Posted in Independent Education, Inspiration

Learning Math Isn’t Child’s Play

Our educational system is designed around the premise that learning is something that happens in school while you are a kid, and once you come out the other end you are “educated”. Especially with classically academic subjects like math, science, language, and art, most people consider themselves to be “done” learning these things once they have their diploma, and whatever learning takes place after that is likely to be strictly job-related. In fact, many people become stagnant in their learning process once they leave school, learning just as little as possible to get by. This is a waste of human potential.

As an adult independent learner, there are plenty of reasons why you might want to learn more math for yourself. There is the opportunity to broaden your conceptual understanding of the physical world, as well as the abstract realms of logic and pure thought; there is the opportunity to develop your own scientific ideas; and there is the opportunity to overcome personal limitations for the pure joy of accomplishment. If you have children and want to participate directly in the process of their education, you have a perfect opportunity to learn alongside them and overcome any self-limiting beliefs about math you may still have lingering from your own childhood.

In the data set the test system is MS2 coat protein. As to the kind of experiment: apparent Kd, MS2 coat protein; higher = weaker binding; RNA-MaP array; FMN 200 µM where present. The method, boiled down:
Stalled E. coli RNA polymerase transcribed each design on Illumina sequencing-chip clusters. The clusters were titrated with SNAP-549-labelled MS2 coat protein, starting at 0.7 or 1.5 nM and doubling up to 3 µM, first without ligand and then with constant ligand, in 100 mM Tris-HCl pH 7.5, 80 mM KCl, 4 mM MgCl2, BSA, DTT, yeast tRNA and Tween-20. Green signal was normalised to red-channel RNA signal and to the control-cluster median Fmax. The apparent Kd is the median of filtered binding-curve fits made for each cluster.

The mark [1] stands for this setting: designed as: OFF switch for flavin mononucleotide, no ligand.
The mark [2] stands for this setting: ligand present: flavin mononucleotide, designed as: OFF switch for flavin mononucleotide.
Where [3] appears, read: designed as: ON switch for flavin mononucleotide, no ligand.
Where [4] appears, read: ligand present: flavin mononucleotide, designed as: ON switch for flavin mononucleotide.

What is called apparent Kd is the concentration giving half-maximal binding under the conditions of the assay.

There is a long-standing cultural belief that kids are better at learning than adults are, but a recent article in New Scientist debunks this myth: “The mature brain, it turns out, is more supple than anyone thought…What’s more, we now understand the best techniques to accelerate knowledge and skill acquisition in adults…” What skills or knowledge do you wish you had developed when you were younger? The second best time to start is now.

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Author:

Dane Dormio is an online tutor and academic coach who specializes in helping all types of students achieve life and academic success, especially homeschooled students and those preparing for STEM careers. More information and resources can be found on his website at www.synergy-tutoring.com.

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